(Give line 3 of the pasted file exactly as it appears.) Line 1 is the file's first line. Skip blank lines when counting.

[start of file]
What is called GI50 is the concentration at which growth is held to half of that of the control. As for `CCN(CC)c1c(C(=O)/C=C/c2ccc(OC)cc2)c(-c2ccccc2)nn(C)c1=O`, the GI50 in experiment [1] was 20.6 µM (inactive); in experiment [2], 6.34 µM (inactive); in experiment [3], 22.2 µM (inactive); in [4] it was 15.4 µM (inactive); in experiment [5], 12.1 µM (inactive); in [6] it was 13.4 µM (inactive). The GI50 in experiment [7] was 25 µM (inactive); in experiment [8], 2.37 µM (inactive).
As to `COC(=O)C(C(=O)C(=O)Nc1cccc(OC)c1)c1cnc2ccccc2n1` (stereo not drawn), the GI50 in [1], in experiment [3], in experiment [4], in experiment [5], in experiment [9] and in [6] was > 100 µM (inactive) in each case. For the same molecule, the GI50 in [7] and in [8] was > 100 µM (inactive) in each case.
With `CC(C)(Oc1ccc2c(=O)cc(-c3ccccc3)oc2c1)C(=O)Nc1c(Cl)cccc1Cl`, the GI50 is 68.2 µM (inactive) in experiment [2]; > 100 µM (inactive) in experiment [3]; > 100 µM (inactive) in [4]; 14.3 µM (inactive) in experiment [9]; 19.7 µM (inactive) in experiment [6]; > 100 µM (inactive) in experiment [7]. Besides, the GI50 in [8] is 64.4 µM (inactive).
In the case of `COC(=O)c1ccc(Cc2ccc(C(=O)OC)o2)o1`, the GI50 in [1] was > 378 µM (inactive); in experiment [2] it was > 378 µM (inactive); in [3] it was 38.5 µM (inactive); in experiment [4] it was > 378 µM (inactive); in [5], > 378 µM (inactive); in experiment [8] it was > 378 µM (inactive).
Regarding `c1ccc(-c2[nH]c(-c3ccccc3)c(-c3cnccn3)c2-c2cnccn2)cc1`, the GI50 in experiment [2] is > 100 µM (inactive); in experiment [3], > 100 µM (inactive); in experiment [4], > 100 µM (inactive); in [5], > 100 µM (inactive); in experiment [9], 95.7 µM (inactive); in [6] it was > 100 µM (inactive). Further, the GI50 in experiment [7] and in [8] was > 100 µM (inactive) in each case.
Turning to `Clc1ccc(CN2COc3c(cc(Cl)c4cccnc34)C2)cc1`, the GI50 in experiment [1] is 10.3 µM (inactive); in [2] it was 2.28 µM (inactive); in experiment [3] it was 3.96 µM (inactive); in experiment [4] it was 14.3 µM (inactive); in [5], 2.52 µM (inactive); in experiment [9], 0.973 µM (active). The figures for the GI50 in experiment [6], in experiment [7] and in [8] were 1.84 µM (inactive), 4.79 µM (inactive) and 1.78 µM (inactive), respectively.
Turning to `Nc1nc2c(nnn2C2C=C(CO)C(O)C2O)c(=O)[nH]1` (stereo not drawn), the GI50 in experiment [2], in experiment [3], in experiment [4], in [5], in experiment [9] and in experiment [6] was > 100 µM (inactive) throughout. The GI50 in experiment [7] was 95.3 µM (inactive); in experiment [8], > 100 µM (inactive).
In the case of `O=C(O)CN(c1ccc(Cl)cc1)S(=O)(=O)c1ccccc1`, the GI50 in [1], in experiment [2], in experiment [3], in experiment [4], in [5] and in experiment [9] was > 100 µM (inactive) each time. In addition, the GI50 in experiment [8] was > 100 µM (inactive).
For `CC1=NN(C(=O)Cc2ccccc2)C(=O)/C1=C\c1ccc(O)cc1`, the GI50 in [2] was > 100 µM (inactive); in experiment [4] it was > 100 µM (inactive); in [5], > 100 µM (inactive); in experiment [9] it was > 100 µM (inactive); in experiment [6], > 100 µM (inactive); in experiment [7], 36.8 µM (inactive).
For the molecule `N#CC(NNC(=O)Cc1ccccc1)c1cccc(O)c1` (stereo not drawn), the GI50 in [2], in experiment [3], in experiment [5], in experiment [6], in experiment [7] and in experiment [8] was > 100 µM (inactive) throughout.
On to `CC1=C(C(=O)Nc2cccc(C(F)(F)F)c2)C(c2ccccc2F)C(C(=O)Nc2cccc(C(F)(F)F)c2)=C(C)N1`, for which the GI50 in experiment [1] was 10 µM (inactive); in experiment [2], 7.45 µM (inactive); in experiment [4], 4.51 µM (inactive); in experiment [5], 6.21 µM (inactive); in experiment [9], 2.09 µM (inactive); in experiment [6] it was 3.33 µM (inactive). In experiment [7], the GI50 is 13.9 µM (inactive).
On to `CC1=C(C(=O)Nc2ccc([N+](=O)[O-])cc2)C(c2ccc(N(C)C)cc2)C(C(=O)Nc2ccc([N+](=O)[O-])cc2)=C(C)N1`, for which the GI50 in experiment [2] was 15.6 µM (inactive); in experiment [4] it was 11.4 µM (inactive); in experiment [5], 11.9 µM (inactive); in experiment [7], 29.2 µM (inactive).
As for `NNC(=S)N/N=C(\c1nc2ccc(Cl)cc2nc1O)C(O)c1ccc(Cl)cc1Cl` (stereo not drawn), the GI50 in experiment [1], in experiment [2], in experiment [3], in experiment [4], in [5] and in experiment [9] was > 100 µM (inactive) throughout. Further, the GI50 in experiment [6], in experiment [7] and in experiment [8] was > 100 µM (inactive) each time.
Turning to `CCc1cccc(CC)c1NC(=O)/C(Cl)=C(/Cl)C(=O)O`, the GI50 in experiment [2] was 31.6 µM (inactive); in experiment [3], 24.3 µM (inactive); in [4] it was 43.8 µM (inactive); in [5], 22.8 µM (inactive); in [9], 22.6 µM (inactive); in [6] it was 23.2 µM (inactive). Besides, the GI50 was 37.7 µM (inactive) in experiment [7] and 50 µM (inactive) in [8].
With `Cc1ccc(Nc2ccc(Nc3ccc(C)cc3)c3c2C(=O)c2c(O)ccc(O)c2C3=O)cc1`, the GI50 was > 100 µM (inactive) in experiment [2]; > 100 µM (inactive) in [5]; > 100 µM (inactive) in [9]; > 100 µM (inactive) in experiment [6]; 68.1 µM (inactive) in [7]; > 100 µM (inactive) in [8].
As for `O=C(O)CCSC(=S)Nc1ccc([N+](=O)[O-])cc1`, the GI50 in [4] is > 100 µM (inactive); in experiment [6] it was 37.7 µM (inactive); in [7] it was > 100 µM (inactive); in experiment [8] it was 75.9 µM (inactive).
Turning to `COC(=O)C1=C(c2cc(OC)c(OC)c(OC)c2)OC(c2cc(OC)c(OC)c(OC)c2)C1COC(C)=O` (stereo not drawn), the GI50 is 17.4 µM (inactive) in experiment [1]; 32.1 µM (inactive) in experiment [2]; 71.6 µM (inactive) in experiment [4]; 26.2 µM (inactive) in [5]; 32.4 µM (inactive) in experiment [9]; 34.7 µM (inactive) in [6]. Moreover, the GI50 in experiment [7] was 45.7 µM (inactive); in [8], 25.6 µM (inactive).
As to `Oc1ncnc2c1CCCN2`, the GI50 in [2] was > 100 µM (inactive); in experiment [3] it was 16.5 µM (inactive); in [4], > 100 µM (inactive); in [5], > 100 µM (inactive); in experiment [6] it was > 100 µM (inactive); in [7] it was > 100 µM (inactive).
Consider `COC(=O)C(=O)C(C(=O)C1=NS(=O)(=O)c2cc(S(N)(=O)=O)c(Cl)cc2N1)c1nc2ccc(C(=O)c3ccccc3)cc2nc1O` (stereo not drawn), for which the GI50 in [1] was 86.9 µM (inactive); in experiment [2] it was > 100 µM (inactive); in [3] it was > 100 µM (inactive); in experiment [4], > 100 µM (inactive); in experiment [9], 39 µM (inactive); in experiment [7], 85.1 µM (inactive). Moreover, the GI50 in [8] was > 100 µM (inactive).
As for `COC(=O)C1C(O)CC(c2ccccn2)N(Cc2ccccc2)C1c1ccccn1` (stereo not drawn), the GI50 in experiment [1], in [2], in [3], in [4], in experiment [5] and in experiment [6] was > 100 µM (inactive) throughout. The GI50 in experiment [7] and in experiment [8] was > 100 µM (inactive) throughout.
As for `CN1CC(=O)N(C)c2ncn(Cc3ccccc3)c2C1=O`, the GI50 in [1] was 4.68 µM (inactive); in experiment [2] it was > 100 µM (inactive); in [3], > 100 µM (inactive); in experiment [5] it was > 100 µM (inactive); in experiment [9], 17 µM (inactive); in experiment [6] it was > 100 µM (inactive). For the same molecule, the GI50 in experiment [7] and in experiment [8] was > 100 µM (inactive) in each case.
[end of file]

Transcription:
With `CC(C)(Oc1ccc2c(=O)cc(-c3ccccc3)oc2c1)C(=O)Nc1c(Cl)cccc1Cl`, the GI50 is 68.2 µM (inactive) in experiment [2]; > 100 µM (inactive) in experiment [3]; > 100 µM (inactive) in [4]; 14.3 µM (inactive) in experiment [9]; 19.7 µM (inactive) in experiment [6]; > 100 µM (inactive) in experiment [7]. Besides, the GI50 in [8] is 64.4 µM (inactive).